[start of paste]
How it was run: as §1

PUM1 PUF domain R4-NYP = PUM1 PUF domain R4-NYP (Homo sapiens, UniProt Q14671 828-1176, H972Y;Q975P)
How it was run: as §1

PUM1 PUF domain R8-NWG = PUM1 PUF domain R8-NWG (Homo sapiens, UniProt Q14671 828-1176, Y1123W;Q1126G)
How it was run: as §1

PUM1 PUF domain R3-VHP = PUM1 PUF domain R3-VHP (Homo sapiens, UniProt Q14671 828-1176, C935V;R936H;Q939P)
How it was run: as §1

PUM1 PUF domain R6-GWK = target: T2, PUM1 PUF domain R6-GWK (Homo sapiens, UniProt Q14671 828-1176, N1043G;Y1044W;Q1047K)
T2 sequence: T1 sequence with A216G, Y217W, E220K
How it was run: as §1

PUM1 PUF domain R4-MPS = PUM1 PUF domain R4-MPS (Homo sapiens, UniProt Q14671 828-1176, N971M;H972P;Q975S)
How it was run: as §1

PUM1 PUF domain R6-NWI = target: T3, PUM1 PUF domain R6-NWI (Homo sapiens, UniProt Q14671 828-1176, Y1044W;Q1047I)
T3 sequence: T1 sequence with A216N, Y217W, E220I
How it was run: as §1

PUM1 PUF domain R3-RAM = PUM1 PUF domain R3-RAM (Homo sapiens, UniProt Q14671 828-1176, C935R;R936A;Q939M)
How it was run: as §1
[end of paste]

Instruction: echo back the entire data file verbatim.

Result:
How it was run: as §1

PUM1 PUF domain R4-NYP = PUM1 PUF domain R4-NYP (Homo sapiens, UniProt Q14671 828-1176, H972Y;Q975P)
How it was run: as §1

PUM1 PUF domain R8-NWG = PUM1 PUF domain R8-NWG (Homo sapiens, UniProt Q14671 828-1176, Y1123W;Q1126G)
How it was run: as §1

PUM1 PUF domain R3-VHP = PUM1 PUF domain R3-VHP (Homo sapiens, UniProt Q14671 828-1176, C935V;R936H;Q939P)
How it was run: as §1

PUM1 PUF domain R6-GWK = target: T2, PUM1 PUF domain R6-GWK (Homo sapiens, UniProt Q14671 828-1176, N1043G;Y1044W;Q1047K)
T2 sequence: T1 sequence with A216G, Y217W, E220K
How it was run: as §1

PUM1 PUF domain R4-MPS = PUM1 PUF domain R4-MPS (Homo sapiens, UniProt Q14671 828-1176, N971M;H972P;Q975S)
How it was run: as §1

PUM1 PUF domain R6-NWI = target: T3, PUM1 PUF domain R6-NWI (Homo sapiens, UniProt Q14671 828-1176, Y1044W;Q1047I)
T3 sequence: T1 sequence with A216N, Y217W, E220I
How it was run: as §1

PUM1 PUF domain R3-RAM = PUM1 PUF domain R3-RAM (Homo sapiens, UniProt Q14671 828-1176, C935R;R936A;Q939M)
How it was run: as §1